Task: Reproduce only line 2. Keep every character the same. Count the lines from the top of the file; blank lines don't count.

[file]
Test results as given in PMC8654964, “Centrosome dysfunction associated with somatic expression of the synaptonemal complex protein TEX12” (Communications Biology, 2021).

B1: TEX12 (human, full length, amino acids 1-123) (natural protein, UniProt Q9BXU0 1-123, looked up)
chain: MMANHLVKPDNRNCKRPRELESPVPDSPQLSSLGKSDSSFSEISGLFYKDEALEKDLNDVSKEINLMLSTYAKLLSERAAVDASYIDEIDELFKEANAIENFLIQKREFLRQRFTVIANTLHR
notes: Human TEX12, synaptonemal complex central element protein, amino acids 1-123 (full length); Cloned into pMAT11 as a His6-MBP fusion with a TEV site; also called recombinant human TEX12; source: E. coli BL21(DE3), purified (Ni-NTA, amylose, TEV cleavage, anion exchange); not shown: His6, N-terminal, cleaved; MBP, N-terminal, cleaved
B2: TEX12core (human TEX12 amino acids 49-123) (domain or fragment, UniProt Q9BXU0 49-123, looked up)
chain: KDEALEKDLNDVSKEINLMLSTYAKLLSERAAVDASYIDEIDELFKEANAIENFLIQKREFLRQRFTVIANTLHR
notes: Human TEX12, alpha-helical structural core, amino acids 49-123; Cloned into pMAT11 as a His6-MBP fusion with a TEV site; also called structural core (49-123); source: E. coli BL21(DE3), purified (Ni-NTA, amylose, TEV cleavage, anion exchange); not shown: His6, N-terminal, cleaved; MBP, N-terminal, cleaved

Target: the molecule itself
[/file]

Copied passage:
B1: TEX12 (human, full length, amino acids 1-123) (natural protein, UniProt Q9BXU0 1-123, looked up)